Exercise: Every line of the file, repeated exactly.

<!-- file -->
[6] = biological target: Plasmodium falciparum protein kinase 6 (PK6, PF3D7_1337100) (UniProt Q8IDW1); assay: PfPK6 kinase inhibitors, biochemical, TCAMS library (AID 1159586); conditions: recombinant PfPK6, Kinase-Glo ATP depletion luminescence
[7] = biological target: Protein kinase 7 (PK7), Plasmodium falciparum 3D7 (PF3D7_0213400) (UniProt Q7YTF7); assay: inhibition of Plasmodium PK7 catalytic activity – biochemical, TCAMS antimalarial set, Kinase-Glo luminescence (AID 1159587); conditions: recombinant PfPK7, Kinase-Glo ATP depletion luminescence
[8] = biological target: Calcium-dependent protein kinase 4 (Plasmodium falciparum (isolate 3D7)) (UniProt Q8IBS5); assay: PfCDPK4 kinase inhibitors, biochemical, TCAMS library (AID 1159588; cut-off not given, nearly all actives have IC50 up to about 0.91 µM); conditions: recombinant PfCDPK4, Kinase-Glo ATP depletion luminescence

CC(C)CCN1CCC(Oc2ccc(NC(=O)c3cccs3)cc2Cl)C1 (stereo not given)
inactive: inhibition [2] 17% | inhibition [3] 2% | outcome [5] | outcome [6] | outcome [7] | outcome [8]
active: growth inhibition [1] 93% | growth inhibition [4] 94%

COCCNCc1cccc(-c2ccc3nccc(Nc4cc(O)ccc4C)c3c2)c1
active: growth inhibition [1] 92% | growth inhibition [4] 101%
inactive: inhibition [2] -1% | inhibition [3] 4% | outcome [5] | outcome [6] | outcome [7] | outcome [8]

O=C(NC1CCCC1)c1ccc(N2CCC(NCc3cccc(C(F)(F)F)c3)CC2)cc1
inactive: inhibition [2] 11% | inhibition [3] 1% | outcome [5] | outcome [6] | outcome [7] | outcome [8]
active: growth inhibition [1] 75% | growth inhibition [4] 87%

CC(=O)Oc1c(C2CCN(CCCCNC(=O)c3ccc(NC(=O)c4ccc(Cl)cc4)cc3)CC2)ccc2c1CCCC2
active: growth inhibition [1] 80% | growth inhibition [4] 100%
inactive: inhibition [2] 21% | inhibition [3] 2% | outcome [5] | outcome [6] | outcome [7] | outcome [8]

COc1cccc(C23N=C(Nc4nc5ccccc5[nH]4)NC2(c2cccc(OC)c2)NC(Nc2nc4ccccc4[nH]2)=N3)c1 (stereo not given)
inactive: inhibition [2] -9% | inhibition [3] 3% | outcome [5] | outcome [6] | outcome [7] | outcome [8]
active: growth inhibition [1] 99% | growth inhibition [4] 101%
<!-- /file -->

[6] = biological target: Plasmodium falciparum protein kinase 6 (PK6, PF3D7_1337100) (UniProt Q8IDW1); assay: PfPK6 kinase inhibitors, biochemical, TCAMS library (AID 1159586); conditions: recombinant PfPK6, Kinase-Glo ATP depletion luminescence
[7] = biological target: Protein kinase 7 (PK7), Plasmodium falciparum 3D7 (PF3D7_0213400) (UniProt Q7YTF7); assay: inhibition of Plasmodium PK7 catalytic activity – biochemical, TCAMS antimalarial set, Kinase-Glo luminescence (AID 1159587); conditions: recombinant PfPK7, Kinase-Glo ATP depletion luminescence
[8] = biological target: Calcium-dependent protein kinase 4 (Plasmodium falciparum (isolate 3D7)) (UniProt Q8IBS5); assay: PfCDPK4 kinase inhibitors, biochemical, TCAMS library (AID 1159588; cut-off not given, nearly all actives have IC50 up to about 0.91 µM); conditions: recombinant PfCDPK4, Kinase-Glo ATP depletion luminescence

CC(C)CCN1CCC(Oc2ccc(NC(=O)c3cccs3)cc2Cl)C1 (stereo not given)
inactive: inhibition [2] 17% | inhibition [3] 2% | outcome [5] | outcome [6] | outcome [7] | outcome [8]
active: growth inhibition [1] 93% | growth inhibition [4] 94%

COCCNCc1cccc(-c2ccc3nccc(Nc4cc(O)ccc4C)c3c2)c1
active: growth inhibition [1] 92% | growth inhibition [4] 101%
inactive: inhibition [2] -1% | inhibition [3] 4% | outcome [5] | outcome [6] | outcome [7] | outcome [8]

O=C(NC1CCCC1)c1ccc(N2CCC(NCc3cccc(C(F)(F)F)c3)CC2)cc1
inactive: inhibition [2] 11% | inhibition [3] 1% | outcome [5] | outcome [6] | outcome [7] | outcome [8]
active: growth inhibition [1] 75% | growth inhibition [4] 87%

CC(=O)Oc1c(C2CCN(CCCCNC(=O)c3ccc(NC(=O)c4ccc(Cl)cc4)cc3)CC2)ccc2c1CCCC2
active: growth inhibition [1] 80% | growth inhibition [4] 100%
inactive: inhibition [2] 21% | inhibition [3] 2% | outcome [5] | outcome [6] | outcome [7] | outcome [8]

COc1cccc(C23N=C(Nc4nc5ccccc5[nH]4)NC2(c2cccc(OC)c2)NC(Nc2nc4ccccc4[nH]2)=N3)c1 (stereo not given)
inactive: inhibition [2] -9% | inhibition [3] 3% | outcome [5] | outcome [6] | outcome [7] | outcome [8]
active: growth inhibition [1] 99% | growth inhibition [4] 101%